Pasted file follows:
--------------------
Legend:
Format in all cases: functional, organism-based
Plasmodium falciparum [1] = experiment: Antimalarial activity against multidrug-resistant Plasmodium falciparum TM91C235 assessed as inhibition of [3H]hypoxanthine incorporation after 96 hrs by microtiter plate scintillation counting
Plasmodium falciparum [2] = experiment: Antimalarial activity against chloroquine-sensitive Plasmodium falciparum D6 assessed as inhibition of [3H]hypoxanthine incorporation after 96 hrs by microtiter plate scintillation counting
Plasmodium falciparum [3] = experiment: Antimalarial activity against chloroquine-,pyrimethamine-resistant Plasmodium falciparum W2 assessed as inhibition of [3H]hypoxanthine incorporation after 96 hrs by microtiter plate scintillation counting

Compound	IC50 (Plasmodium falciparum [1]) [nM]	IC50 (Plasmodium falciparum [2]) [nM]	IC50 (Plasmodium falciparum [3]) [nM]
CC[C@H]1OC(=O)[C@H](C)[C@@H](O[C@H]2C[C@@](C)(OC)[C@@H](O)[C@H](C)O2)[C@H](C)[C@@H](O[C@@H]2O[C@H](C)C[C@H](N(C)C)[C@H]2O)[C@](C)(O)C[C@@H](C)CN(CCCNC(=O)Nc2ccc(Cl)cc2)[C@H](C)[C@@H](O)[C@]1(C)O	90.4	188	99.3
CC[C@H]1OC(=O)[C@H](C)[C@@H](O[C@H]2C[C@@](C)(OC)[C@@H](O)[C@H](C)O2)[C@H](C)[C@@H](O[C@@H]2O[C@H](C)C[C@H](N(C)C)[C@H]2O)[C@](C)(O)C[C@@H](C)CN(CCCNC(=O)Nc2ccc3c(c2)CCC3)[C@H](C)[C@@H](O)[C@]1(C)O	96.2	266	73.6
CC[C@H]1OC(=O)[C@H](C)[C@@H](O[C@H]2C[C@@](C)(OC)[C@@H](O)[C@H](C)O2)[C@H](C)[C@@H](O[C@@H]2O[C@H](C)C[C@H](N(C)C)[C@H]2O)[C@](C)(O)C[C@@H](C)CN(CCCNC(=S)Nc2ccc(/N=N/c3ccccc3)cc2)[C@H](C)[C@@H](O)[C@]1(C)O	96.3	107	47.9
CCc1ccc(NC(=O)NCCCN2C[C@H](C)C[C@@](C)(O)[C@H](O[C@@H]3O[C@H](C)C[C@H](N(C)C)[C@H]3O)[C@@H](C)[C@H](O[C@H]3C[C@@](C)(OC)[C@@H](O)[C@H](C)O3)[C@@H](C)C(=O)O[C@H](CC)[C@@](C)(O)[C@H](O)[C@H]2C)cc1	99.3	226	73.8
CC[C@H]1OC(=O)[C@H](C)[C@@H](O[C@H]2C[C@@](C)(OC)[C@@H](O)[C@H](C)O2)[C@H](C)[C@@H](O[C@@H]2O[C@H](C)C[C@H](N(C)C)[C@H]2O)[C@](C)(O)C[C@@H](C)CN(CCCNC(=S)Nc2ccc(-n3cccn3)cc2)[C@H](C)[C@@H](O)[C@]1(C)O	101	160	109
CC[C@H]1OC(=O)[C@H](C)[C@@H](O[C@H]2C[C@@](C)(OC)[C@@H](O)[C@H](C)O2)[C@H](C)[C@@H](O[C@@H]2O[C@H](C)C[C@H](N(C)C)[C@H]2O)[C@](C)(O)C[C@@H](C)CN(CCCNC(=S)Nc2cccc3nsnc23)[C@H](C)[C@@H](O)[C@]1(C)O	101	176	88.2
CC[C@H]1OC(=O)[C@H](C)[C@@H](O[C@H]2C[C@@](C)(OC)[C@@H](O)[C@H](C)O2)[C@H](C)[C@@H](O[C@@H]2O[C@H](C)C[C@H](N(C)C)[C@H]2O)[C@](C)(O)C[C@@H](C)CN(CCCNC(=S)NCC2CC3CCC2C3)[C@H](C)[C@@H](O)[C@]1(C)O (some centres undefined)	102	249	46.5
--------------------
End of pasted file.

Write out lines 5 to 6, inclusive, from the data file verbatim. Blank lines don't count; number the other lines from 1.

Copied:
Plasmodium falciparum [3] = experiment: Antimalarial activity against chloroquine-,pyrimethamine-resistant Plasmodium falciparum W2 assessed as inhibition of [3H]hypoxanthine incorporation after 96 hrs by microtiter plate scintillation counting

Compound	IC50 (Plasmodium falciparum [1]) [nM]	IC50 (Plasmodium falciparum [2]) [nM]	IC50 (Plasmodium falciparum [3]) [nM]